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Balance and Composure regain their equilibrium

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Escape artists: Nothing cheers up a band like driving off a cliff in the tour van and making it out unscathed.
  • Escape artists: Nothing cheers up a band like driving off a cliff in the tour van and making it out unscathed.

Nobody in their twenties expects to die, which is why near-misses like that experienced by Pennsylvania quintet Balance and Composure strike so deep. In 2013, while supporting their indie breakthrough The Things We Think We're Missing (which reached No. 51 on the Billboard Album charts), they had a harrowing accident near Cleveland that sent their van and trailer tumbling into a deep ravine.

Drummer Bailey Van Ellis was driving when they encountered an unlit construction area without a white line marking the shoulder. When Van Ellis went off the road and tried to correct, the trailer fishtailed, sending them across the other lane and through the sole 10-foot patch of road without a guardrail. They were airborne, seemingly forever, as they fell more than 75 feet into the ravine and tumbled another 50 before coming to rest, only to walk away unscathed.

"It was the longest four or five seconds of all of our lives," says Van Ellis, the only one wearing a seatbelt. "It was one of those life-check kind of things that really puts everything into perspective."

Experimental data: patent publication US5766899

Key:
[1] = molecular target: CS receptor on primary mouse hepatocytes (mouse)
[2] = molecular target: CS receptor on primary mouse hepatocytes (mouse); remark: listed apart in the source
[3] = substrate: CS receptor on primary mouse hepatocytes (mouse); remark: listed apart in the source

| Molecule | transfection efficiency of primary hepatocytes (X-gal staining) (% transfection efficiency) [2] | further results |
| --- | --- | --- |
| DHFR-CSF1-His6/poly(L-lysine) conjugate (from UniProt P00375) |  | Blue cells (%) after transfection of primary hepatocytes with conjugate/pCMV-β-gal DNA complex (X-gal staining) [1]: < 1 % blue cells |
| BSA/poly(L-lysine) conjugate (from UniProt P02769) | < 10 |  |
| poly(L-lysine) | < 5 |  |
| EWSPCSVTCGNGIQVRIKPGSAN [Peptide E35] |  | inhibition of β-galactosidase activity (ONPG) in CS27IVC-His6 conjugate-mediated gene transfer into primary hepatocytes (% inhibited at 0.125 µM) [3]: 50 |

But still they remained touring musicians. Indeed, they headed back out a week later with a new vehicle to replace the totaled van. They hadn't been on tour for a week when they hit a deer.

"It was about 15 minutes from where we went off the side of the road," Van Ellis reports. "At that point everyone was kind of like, 'Fuck this, we need to go home. The juju isn't right.'"

Yet even that didn't deter the headstrong Doylestown twenty-somethings. That winter, they jumped the pond and toured Europe for three miserable months. The experience produced Van Ellis' song "Postcard," one of the lead tracks off last October's third album, Light We Made, a propulsive track with chiming guitars reminiscent of Muse.

"No one really wanted to do that tour and it meant being away for Thanksgiving," he says, reporting that one night the tour manager caught them trying to sneak off to Heathrow early. "I wrote ["Postcard"] literally the day we got home. It's just what came out."

"It's a cool thing when songs can come out that easily," he adds. "But it's also so annoying, because you spend so much time trying to work and perfect songs, and the ones that come out in the least amount of time are the ones everyone likes the most."

The album represents a marked departure from the band's first two efforts, which possessed a grungier Nirvana/emo vibe. Here, synths, jangling guitars and knotty rhythms reign, favoring hooks over riffage.

"We went about songwriting differently. We tried to build things around melody more," Van Ellis says. "There was also more emphasis on drums and bass; we were trying to make it groovier and make it a living-in-the-groove kind of song structure."

The whole album turned out to be more collaborative, and the sound was brighter and more forward-looking.

"We're all getting older, and I think that's kind of a coming-of-age thing," says Van Ellis, noting how even the title Light We Made is a far cry from The Things We Think We're Missing. "Especially if you look at the titles, it sheds light on a less dark, angsty mood, and I think that's evident in the sound."

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